No he didn’t, as I recall, Matchroom didn’t really want the fight – it was Groves that made it happen.
Barry Hearn is a master at rewriting history – wasn’t he the one who said boxing was dead a few years back even when there were plenty of big shows going on? Actually it was he who was dead in the game, he’d virtually packed in promoting.
We are traditional promoters and I’m proud to say that. We do it the hard way, the old-fashioned way with time, the personal touch and investment.
When Hearn first got involved with boxing with Terry Lawless he said they didn’t want any of that showbizzy stuff, they wanted a return to a spit and sawdust atmosphere. No music, nothing. But within a year all he was doing was copying us.
We like to think that we put on a decent show for the genuine punters, not just the hoorays, most of whom can’t tell a meat hook from a left hook and are really only there for a noisy night out.
The bottom line is that this is all about boxing. People come to see two guys fight, not to see gimmicks from Barry or Eddie Hearn – or me. They want to see the development of young talent, which is precisely what we are doing: just look at the undercard on our latest world championship bill – some truly exciting young stars including Jack Catterall and Liam Williams and great performances from Paul Butler, Vijender Singh and Tommy Langford.
Doing things the traditional way underpins our shows and this is appreciated not only by the fighters, but those around them, the managers, trainers and all the people bought up on that much-abused quality, tradition.
People pay to watch good fights, not froth and gloss. Eddie Hearn gave an interview last week in which he sneered at two people at the O2 ringside, Charlie Giles, the Boxing Board’s president and former chairman, and the veteran award-winning boxing journalist Colin Hart, because they pulled a face when a rapper preceded the Anthony Joshua fight. He intimated he didn’t really want to see those sort of people at ringside, as it is all about the youngsters and what they want. He didn’t actually use the phrase old farts, but that clearly was what he meant.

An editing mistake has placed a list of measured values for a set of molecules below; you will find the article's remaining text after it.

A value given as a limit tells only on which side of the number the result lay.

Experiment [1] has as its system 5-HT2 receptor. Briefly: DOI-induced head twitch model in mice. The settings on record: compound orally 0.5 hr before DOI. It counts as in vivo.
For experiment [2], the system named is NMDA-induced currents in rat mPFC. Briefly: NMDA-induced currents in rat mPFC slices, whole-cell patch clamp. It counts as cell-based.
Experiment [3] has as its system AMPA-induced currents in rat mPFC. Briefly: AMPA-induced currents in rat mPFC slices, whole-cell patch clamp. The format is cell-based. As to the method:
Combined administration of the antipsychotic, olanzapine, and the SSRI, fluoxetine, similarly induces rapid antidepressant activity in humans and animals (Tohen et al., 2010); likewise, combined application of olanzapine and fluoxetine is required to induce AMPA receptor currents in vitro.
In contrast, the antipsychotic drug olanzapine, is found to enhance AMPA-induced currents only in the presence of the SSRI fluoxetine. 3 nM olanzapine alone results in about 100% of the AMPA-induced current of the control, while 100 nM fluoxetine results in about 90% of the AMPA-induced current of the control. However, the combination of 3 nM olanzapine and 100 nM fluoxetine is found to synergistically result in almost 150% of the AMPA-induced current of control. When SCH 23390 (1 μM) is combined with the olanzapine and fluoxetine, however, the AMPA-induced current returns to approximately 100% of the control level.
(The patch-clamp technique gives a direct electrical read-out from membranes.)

Of course boxing needs a young audience, it thrives on it, but it also needs the more mature generation, who actually have more spending power, and are also more knowledgeable and appreciative.
I thought his attitude was stupid and disrespectful. What what we want is a sport for everyone.
As I said, both Billy Joe and Liam Smith started their careers with me and our third world champion, Terry Flanagan, also has been weaned on boxing the traditional way, coming through the small halls. Their fans are genuine and not the latching-on-come-latelys.
You have to show patience in this business; some fighters can be lured away thinking the grass is greener elsewhere, but what actually makes that grass greener is bullshit.
And this thing that you’ve got to be on a Matchroom show to get PPV and to be a star is nonsense, but that is what is peddled.